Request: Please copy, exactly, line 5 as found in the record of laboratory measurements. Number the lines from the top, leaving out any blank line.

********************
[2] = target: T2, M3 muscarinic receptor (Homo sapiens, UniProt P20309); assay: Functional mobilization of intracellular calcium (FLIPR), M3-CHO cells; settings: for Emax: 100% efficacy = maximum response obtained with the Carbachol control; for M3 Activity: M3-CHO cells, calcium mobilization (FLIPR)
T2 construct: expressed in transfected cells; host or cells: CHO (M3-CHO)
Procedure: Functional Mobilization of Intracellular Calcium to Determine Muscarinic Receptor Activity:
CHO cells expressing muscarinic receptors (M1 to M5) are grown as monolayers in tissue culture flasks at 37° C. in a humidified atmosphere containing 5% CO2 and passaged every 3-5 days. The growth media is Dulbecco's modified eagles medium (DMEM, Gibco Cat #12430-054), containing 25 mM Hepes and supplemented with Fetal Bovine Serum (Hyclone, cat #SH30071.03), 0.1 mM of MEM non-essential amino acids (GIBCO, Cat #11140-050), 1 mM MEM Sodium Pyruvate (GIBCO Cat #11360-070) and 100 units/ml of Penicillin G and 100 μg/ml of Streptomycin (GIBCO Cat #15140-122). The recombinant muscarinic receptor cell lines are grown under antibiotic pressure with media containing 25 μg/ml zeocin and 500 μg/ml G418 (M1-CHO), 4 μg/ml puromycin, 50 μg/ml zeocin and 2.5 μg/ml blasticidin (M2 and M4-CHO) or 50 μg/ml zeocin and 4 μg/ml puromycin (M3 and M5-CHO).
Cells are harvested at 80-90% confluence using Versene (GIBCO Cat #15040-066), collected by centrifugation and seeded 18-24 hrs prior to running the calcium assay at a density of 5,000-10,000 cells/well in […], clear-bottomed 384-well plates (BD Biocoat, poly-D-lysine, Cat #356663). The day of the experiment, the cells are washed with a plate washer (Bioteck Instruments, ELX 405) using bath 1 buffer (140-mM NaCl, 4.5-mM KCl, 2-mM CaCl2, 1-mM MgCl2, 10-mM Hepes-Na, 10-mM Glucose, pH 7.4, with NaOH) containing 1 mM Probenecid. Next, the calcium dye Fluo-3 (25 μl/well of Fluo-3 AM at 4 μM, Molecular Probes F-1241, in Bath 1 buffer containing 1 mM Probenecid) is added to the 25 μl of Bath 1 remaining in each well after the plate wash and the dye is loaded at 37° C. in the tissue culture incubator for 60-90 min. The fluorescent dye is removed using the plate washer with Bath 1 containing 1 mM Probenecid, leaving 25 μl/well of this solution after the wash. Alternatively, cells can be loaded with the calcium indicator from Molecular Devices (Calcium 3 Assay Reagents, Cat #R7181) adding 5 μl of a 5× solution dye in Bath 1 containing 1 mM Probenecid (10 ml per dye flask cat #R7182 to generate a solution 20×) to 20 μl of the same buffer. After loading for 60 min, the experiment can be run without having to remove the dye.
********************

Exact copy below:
Cells are harvested at 80-90% confluence using Versene (GIBCO Cat #15040-066), collected by centrifugation and seeded 18-24 hrs prior to running the calcium assay at a density of 5,000-10,000 cells/well in […], clear-bottomed 384-well plates (BD Biocoat, poly-D-lysine, Cat #356663). The day of the experiment, the cells are washed with a plate washer (Bioteck Instruments, ELX 405) using bath 1 buffer (140-mM NaCl, 4.5-mM KCl, 2-mM CaCl2, 1-mM MgCl2, 10-mM Hepes-Na, 10-mM Glucose, pH 7.4, with NaOH) containing 1 mM Probenecid. Next, the calcium dye Fluo-3 (25 μl/well of Fluo-3 AM at 4 μM, Molecular Probes F-1241, in Bath 1 buffer containing 1 mM Probenecid) is added to the 25 μl of Bath 1 remaining in each well after the plate wash and the dye is loaded at 37° C. in the tissue culture incubator for 60-90 min. The fluorescent dye is removed using the plate washer with Bath 1 containing 1 mM Probenecid, leaving 25 μl/well of this solution after the wash. Alternatively, cells can be loaded with the calcium indicator from Molecular Devices (Calcium 3 Assay Reagents, Cat #R7181) adding 5 μl of a 5× solution dye in Bath 1 containing 1 mM Probenecid (10 ml per dye flask cat #R7182 to generate a solution 20×) to 20 μl of the same buffer. After loading for 60 min, the experiment can be run without having to remove the dye.